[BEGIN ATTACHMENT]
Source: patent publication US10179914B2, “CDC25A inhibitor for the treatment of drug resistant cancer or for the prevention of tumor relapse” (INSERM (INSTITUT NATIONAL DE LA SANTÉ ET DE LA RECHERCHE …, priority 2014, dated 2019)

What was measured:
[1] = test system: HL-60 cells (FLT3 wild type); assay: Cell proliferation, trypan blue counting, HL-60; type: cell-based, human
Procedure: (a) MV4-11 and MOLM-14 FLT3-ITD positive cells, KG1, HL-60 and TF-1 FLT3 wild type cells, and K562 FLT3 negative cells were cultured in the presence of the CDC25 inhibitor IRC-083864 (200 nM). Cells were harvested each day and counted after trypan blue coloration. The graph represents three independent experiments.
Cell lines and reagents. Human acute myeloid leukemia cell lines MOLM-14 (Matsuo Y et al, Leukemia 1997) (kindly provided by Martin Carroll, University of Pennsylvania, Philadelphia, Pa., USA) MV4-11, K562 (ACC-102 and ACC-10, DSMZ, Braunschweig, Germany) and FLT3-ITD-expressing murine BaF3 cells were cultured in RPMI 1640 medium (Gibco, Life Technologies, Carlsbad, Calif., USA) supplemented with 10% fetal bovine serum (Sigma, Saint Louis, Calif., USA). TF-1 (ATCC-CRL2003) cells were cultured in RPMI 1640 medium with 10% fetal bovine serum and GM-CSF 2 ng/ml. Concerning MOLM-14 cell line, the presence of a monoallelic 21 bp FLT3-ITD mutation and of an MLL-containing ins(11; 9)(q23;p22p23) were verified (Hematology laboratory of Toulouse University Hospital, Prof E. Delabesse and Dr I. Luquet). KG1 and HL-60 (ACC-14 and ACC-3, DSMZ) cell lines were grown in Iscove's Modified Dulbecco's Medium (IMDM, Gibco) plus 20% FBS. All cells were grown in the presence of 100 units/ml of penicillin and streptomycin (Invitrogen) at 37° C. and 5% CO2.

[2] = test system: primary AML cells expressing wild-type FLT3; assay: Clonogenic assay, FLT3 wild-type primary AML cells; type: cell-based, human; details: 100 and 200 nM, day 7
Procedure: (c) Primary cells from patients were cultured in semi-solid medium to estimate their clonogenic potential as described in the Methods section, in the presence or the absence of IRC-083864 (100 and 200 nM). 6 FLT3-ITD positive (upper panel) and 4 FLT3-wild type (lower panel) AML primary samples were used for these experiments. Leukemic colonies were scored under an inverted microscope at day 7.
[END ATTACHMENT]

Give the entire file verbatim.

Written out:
Source: patent publication US10179914B2, “CDC25A inhibitor for the treatment of drug resistant cancer or for the prevention of tumor relapse” (INSERM (INSTITUT NATIONAL DE LA SANTÉ ET DE LA RECHERCHE …, priority 2014, dated 2019)

What was measured:
[1] = test system: HL-60 cells (FLT3 wild type); assay: Cell proliferation, trypan blue counting, HL-60; type: cell-based, human
Procedure: (a) MV4-11 and MOLM-14 FLT3-ITD positive cells, KG1, HL-60 and TF-1 FLT3 wild type cells, and K562 FLT3 negative cells were cultured in the presence of the CDC25 inhibitor IRC-083864 (200 nM). Cells were harvested each day and counted after trypan blue coloration. The graph represents three independent experiments.
Cell lines and reagents. Human acute myeloid leukemia cell lines MOLM-14 (Matsuo Y et al, Leukemia 1997) (kindly provided by Martin Carroll, University of Pennsylvania, Philadelphia, Pa., USA) MV4-11, K562 (ACC-102 and ACC-10, DSMZ, Braunschweig, Germany) and FLT3-ITD-expressing murine BaF3 cells were cultured in RPMI 1640 medium (Gibco, Life Technologies, Carlsbad, Calif., USA) supplemented with 10% fetal bovine serum (Sigma, Saint Louis, Calif., USA). TF-1 (ATCC-CRL2003) cells were cultured in RPMI 1640 medium with 10% fetal bovine serum and GM-CSF 2 ng/ml. Concerning MOLM-14 cell line, the presence of a monoallelic 21 bp FLT3-ITD mutation and of an MLL-containing ins(11; 9)(q23;p22p23) were verified (Hematology laboratory of Toulouse University Hospital, Prof E. Delabesse and Dr I. Luquet). KG1 and HL-60 (ACC-14 and ACC-3, DSMZ) cell lines were grown in Iscove's Modified Dulbecco's Medium (IMDM, Gibco) plus 20% FBS. All cells were grown in the presence of 100 units/ml of penicillin and streptomycin (Invitrogen) at 37° C. and 5% CO2.

[2] = test system: primary AML cells expressing wild-type FLT3; assay: Clonogenic assay, FLT3 wild-type primary AML cells; type: cell-based, human; details: 100 and 200 nM, day 7
Procedure: (c) Primary cells from patients were cultured in semi-solid medium to estimate their clonogenic potential as described in the Methods section, in the presence or the absence of IRC-083864 (100 and 200 nM). 6 FLT3-ITD positive (upper panel) and 4 FLT3-wild type (lower panel) AML primary samples were used for these experiments. Leukemic colonies were scored under an inverted microscope at day 7.